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Video: Is Pregnancy Dangerous With Heart Disease?
Is pregnancy dangerous with heart disease?
Pregnancy is safe for most women with heart disease, but too risky for some. Research shows that fewer women with heart disease or heart failure die during pregnancy than ten years ago.
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Pregnancy for women with cardiovascular disease is relatively safe, according to a report presented at the final scientific session of the 2018 European Heart Society Congress in Munich. The results of this ten-year study are published in the European Heart Journal.
Professor Jolien Roos-Hesselink from Erasmus Medical Center, Rotterdam, The Netherlands, said:
“Pregnancy is safe for most women with heart disease, but too risky for some. Our research shows that fewer women with heart disease or heart failure die during pregnancy than ten years ago. However, almost one in ten women with pulmonary arterial hypertension died during pregnancy or in the early postpartum period.
Pre-pregnancy counseling is critical to identifying women who should not be advised to become pregnant, but should start early treatment, for example, for severe heart failure, and discuss risks and options. Pregnancy seriously affects the mother's circulation, as the heart must pump 50% more blood and the heart rate rises by 10-20%. This can be risky for women with heart disease.
Heart disease is the leading cause of female deaths during pregnancy in developed countries. Globally, cardiovascular disease causes up to 15% of maternal deaths during pregnancy or early postpartum. While other causes of maternal mortality (blood loss or infection) are declining, cardiovascular disease is on the rise.
The researchers analyzed the results of 5,739 pregnant women with cardiovascular disease from 138 centers in 53 countries between 2007 and 2018. The average age of mothers was 29.5 years, and 45% of them had never given birth before.
More than half of the women (57%) were born with heart failure (congenital heart disease), but most of them underwent surgery at a young age. Other diagnoses were heart disease (29%), cardiomyopathy (8%), aortic disease (4%), ischemic heart disease (2%), and pulmonary arterial hypertension (1%).
“The proportion of women at very high risk of the disease, according to the World Health Organization, increased from about 1% in 2007 to 10% in 2018. This suggests that women at high risk for cardiovascular disease are becoming pregnant more often than in the past. This is likely due to the fact that corrective surgery improves survival and women reach reproductive age, and perhaps doctors are becoming more selective about who is advised to avoid pregnancy,”explained Roos-Hesselink.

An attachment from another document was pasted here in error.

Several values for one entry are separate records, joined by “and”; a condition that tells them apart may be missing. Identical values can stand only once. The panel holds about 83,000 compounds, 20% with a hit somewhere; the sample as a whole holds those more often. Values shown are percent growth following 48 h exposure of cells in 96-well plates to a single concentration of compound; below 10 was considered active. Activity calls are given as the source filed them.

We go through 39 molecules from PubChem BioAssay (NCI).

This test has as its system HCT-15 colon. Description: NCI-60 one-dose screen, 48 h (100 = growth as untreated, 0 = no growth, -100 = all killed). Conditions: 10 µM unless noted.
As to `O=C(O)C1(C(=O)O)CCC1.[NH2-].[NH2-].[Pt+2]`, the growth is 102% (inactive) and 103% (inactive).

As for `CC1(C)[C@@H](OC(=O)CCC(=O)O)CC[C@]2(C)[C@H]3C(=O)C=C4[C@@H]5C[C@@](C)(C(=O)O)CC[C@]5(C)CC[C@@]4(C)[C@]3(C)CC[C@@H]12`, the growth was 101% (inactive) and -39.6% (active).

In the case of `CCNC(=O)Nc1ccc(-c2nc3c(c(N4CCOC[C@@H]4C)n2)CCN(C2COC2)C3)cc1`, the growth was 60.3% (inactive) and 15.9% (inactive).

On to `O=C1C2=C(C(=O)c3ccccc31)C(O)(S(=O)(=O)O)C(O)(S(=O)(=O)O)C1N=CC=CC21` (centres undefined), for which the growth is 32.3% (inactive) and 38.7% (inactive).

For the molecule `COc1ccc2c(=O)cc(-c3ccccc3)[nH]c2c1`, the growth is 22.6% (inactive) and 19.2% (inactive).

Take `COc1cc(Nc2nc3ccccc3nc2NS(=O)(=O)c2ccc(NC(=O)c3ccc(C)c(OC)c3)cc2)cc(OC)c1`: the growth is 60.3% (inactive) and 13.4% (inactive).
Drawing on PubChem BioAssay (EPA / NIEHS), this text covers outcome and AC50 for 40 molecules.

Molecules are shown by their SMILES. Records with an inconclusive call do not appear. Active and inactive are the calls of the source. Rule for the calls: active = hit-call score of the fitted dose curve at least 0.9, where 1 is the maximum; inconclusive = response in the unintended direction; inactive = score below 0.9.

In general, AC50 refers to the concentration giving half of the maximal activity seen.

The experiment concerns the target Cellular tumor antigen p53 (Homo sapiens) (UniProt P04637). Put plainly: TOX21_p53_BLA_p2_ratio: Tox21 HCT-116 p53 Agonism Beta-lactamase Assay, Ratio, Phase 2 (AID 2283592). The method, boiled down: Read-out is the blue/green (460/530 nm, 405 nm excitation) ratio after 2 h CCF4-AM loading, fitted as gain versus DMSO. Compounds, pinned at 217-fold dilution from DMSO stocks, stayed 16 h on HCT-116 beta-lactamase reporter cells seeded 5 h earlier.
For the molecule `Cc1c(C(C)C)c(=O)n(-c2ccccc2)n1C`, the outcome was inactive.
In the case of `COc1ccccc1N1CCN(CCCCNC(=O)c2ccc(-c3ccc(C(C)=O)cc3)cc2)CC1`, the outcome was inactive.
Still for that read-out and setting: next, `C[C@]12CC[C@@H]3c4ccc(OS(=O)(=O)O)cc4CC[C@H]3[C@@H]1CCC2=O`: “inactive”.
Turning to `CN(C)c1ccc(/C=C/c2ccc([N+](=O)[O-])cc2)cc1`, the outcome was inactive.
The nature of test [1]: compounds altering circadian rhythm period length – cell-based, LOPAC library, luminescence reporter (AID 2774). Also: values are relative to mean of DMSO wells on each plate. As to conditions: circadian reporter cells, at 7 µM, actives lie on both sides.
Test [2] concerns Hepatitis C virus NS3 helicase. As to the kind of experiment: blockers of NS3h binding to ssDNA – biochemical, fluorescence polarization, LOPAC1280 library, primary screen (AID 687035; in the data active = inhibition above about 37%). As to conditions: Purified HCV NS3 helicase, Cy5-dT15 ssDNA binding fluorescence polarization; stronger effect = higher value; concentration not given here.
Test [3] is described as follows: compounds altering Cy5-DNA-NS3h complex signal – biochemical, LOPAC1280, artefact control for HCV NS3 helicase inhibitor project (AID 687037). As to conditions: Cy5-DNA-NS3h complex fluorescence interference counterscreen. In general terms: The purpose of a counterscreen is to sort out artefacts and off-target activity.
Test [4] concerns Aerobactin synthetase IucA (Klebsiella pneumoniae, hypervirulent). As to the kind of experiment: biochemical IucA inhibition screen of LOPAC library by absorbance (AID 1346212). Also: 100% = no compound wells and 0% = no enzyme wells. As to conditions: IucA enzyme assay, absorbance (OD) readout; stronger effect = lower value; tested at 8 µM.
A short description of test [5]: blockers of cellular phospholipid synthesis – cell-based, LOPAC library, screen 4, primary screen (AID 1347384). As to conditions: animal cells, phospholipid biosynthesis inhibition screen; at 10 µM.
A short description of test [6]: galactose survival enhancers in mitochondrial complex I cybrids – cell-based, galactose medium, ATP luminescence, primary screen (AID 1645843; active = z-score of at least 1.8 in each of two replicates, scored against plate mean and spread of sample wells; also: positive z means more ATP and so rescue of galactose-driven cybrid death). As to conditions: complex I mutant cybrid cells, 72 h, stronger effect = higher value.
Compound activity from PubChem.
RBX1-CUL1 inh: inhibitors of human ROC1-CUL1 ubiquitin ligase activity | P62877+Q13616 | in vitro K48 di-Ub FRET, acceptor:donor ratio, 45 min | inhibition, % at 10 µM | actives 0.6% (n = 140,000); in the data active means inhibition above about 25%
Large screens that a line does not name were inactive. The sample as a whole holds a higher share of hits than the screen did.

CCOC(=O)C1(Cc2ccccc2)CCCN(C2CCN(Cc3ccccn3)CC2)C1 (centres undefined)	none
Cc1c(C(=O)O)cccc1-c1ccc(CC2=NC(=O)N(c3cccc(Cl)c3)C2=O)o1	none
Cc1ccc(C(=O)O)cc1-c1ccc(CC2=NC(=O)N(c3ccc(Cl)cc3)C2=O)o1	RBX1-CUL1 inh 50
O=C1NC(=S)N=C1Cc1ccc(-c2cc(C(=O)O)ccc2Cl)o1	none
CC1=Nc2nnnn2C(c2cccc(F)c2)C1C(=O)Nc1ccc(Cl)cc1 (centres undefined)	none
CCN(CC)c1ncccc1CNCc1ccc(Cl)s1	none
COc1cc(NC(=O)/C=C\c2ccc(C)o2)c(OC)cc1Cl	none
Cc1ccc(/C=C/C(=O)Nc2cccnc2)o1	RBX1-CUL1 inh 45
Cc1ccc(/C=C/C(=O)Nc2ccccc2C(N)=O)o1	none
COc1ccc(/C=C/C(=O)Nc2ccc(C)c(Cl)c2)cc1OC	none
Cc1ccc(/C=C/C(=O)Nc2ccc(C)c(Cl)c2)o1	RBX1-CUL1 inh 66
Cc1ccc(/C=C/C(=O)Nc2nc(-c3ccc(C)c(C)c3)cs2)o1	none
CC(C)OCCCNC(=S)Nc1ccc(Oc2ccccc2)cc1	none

Overall, less than 1% of women died during pregnancy or early in the postpartum period. The highest mortality rate (9%) was found in women with pulmonary arterial hypertension - abnormally high blood pressure in the lungs. Fetal and newborn mortality rates were 1%.
44% of women gave birth by caesarean section, of which more than a third were for cardiac reasons (16% of all births). Among the complications noted were heart failure (11%), supraventricular (2%) and ventricular (2%) arrhythmias. Complications during pregnancy occurred more often if before pregnancy there was: ejection fraction) or the use of anticoagulants.
“After an initial increase in maternal mortality and new diagnoses of heart failure during pregnancy, these rates declined between 2007 and 2010. This happened despite the presence of women at higher risk of developing cardiovascular disease included in our registry over time,”concluded Roos-Hesselink.
The decline in adverse outcomes over the years may indicate increased awareness and improved management of pregnant women with cardiovascular disease.
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